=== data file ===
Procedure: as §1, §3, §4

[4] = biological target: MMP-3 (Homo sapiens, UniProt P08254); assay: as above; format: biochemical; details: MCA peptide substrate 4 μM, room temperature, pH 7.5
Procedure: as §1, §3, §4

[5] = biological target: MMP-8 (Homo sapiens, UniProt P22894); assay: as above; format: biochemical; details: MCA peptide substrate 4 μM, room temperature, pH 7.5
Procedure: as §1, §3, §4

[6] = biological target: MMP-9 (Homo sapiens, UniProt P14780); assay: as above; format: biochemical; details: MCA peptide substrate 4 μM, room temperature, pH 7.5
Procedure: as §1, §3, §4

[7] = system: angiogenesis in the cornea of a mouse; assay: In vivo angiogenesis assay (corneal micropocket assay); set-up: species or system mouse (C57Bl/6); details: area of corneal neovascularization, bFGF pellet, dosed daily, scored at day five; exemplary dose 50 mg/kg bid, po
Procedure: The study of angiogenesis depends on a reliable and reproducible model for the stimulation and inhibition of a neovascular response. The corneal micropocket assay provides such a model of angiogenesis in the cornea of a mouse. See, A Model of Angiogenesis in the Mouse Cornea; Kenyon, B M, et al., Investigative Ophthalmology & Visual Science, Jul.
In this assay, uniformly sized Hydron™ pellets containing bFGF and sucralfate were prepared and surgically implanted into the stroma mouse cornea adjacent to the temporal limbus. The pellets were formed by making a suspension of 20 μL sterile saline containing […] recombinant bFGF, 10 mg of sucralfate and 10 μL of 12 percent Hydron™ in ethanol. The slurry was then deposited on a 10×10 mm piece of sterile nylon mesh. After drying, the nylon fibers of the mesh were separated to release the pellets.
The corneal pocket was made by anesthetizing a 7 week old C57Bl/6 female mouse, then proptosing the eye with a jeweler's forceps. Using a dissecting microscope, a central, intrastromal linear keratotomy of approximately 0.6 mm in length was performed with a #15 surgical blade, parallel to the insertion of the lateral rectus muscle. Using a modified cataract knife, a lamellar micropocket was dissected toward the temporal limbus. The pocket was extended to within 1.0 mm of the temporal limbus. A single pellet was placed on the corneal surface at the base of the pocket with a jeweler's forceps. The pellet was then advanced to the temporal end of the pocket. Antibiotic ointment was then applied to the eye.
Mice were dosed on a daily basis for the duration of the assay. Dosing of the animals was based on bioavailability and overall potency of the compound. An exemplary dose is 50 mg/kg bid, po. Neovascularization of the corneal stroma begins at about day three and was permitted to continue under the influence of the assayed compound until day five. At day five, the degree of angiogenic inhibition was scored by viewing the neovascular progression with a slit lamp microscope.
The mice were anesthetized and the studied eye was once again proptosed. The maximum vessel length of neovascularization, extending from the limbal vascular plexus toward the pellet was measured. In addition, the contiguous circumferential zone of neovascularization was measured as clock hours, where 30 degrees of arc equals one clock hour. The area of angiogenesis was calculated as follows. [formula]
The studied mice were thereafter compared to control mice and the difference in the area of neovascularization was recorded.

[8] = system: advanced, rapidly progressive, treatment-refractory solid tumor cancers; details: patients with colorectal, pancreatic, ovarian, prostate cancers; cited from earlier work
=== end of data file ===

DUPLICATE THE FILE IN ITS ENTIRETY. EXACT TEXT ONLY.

Procedure: as §1, §3, §4

[4] = biological target: MMP-3 (Homo sapiens, UniProt P08254); assay: as above; format: biochemical; details: MCA peptide substrate 4 μM, room temperature, pH 7.5
Procedure: as §1, §3, §4

[5] = biological target: MMP-8 (Homo sapiens, UniProt P22894); assay: as above; format: biochemical; details: MCA peptide substrate 4 μM, room temperature, pH 7.5
Procedure: as §1, §3, §4

[6] = biological target: MMP-9 (Homo sapiens, UniProt P14780); assay: as above; format: biochemical; details: MCA peptide substrate 4 μM, room temperature, pH 7.5
Procedure: as §1, §3, §4

[7] = system: angiogenesis in the cornea of a mouse; assay: In vivo angiogenesis assay (corneal micropocket assay); set-up: species or system mouse (C57Bl/6); details: area of corneal neovascularization, bFGF pellet, dosed daily, scored at day five; exemplary dose 50 mg/kg bid, po
Procedure: The study of angiogenesis depends on a reliable and reproducible model for the stimulation and inhibition of a neovascular response. The corneal micropocket assay provides such a model of angiogenesis in the cornea of a mouse. See, A Model of Angiogenesis in the Mouse Cornea; Kenyon, B M, et al., Investigative Ophthalmology & Visual Science, Jul.
In this assay, uniformly sized Hydron™ pellets containing bFGF and sucralfate were prepared and surgically implanted into the stroma mouse cornea adjacent to the temporal limbus. The pellets were formed by making a suspension of 20 μL sterile saline containing […] recombinant bFGF, 10 mg of sucralfate and 10 μL of 12 percent Hydron™ in ethanol. The slurry was then deposited on a 10×10 mm piece of sterile nylon mesh. After drying, the nylon fibers of the mesh were separated to release the pellets.
The corneal pocket was made by anesthetizing a 7 week old C57Bl/6 female mouse, then proptosing the eye with a jeweler's forceps. Using a dissecting microscope, a central, intrastromal linear keratotomy of approximately 0.6 mm in length was performed with a #15 surgical blade, parallel to the insertion of the lateral rectus muscle. Using a modified cataract knife, a lamellar micropocket was dissected toward the temporal limbus. The pocket was extended to within 1.0 mm of the temporal limbus. A single pellet was placed on the corneal surface at the base of the pocket with a jeweler's forceps. The pellet was then advanced to the temporal end of the pocket. Antibiotic ointment was then applied to the eye.
Mice were dosed on a daily basis for the duration of the assay. Dosing of the animals was based on bioavailability and overall potency of the compound. An exemplary dose is 50 mg/kg bid, po. Neovascularization of the corneal stroma begins at about day three and was permitted to continue under the influence of the assayed compound until day five. At day five, the degree of angiogenic inhibition was scored by viewing the neovascular progression with a slit lamp microscope.
The mice were anesthetized and the studied eye was once again proptosed. The maximum vessel length of neovascularization, extending from the limbal vascular plexus toward the pellet was measured. In addition, the contiguous circumferential zone of neovascularization was measured as clock hours, where 30 degrees of arc equals one clock hour. The area of angiogenesis was calculated as follows. [formula]
The studied mice were thereafter compared to control mice and the difference in the area of neovascularization was recorded.

[8] = system: advanced, rapidly progressive, treatment-refractory solid tumor cancers; details: patients with colorectal, pancreatic, ovarian, prostate cancers; cited from earlier work